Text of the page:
April 3, 2017

Managers: Seek out feedback from team members

Managers: Seek out feedback from team members featured image

When employees feel free to give honest feedback, leaders thrive.

Receiving honest feedback from workers can empower a leader.

Receiving honest feedback from workers can empower a leader.

Managers, how do your employees feel about you? Do you know for sure? And, if so, did that information come from direct and honest feedback? Becoming better at seeking out your workers’ opinions and taking them into account can improve your managerial style and outcomes, but this process isn’t automatic. It’s a learned skill.
Becoming a good listener and taking suggestions are especially important, because these are certainly traits you’ll want to see in your team members. By extending the same courtesy and consideration to your employees that you demand from them, you’re well on the way to creating a more functional and positive office environment.
Seeking out insights
The process of gathering truly honest and useful feedback is more complicated than just ordering your workers to speak their minds. As Entrepreneur recently pointed out there’s an understandable hesitance in employees to say things that might worry or upset their managers. However, if you’re going to learn from your team members, it’s up to you to extract just those kinds of insights.
The source recommended breaking through to your employees with probing questions rather than just giving them a freeform space to express feedback. By focusing on what you want to know, you can guide the conversation and coax suggestions team members might not spontaneously think of. For instance, you can ask what their top priority would be if they had to lead the team, or what the best thing you could do to help them excel.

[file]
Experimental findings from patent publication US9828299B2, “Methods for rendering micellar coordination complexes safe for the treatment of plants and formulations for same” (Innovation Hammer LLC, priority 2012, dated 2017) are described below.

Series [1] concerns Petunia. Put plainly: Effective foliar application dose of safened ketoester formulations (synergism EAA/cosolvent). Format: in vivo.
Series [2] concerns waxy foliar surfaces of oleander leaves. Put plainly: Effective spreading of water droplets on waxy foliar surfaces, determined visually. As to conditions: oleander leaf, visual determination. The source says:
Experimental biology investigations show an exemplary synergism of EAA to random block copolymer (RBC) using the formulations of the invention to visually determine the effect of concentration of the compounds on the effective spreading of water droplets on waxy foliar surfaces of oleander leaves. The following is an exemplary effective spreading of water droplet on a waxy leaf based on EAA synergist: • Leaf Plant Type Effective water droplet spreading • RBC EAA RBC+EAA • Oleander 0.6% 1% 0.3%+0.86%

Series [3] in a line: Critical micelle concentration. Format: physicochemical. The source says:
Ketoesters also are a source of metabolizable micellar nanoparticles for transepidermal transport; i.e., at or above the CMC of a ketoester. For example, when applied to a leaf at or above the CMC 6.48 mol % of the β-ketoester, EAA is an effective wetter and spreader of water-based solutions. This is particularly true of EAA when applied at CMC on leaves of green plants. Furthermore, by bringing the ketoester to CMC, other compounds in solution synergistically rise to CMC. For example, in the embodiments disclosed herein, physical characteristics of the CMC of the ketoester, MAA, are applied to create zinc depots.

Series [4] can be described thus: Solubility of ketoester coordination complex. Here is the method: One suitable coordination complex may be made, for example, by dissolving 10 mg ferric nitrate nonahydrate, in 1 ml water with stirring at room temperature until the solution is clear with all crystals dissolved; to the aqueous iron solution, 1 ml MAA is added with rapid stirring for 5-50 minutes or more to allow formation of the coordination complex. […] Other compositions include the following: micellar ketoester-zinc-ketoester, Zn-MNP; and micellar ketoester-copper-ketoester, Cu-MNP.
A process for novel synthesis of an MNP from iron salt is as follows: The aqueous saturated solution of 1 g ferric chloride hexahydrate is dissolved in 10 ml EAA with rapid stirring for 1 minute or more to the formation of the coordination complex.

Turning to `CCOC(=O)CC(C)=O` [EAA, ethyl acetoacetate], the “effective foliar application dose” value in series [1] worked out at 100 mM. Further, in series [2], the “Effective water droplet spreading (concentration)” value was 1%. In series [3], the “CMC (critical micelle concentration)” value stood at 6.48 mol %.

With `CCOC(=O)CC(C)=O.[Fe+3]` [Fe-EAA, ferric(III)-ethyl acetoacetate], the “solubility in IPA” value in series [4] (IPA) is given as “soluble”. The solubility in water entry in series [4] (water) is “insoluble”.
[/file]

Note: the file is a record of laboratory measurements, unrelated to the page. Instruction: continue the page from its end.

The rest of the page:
Of course, once you’ve collected insights, you have to use them. Entrepreneur explained that it builds trust between workers and their managers when team members see their suggestions turning into concrete action. When you can make changes productively, it pays to let that show, and when the ideas just won’t work, you should be up-front about it and keep soliciting advice, rather than closing the proverbial door.
A new culture
Around the corporate world, office environments are going through many changes, and this evolution can help you collect feedback – if you let it. CIO pointed out that companies are attempting to move to models of communication that encourage workers and their managers to voice opinions at all times, instead of restricting these activities to dreaded performance review meetings. This type of model helps you collect feedback, provided you implement it well.
The news provider pointed out that when you show your willingness to learn from employees and hear their concerns on an ongoing basis, this helps ensure open communication becomes normal within the office. If you expect your workers to be receptive to your criticisms of their work, but don’t acknowledge their feedback in return, you may be asking too much. A real feedback culture has mutual respect at its base.
Learn to learn from others
If you’re unsure how to optimally encourage and process feedback, that’s not a problem – this is a skill you can acquire, and through quick training sessions, you can strengthen your approach. Once you’ve engaged in the relevant learning, you can exert a positive influence over the whole office, letting the new knowledge inform your next moves,
There are courses aimed specifically at gathering and using feedback, such as “Leadership Feedback: What employees want to tell you…but don’t!“, a video-based training course from MasteryTCN. As the name implies, this is all about understanding how to make employees open up with their concerns and opinions, even if they are initially hesitant. Sometimes, the answer to creating an open dialogue with your workers is to take the first step and ensure you’re giving them honest appraisals of their own work. Training your management style through courses such as this can strengthen your team from the top down.

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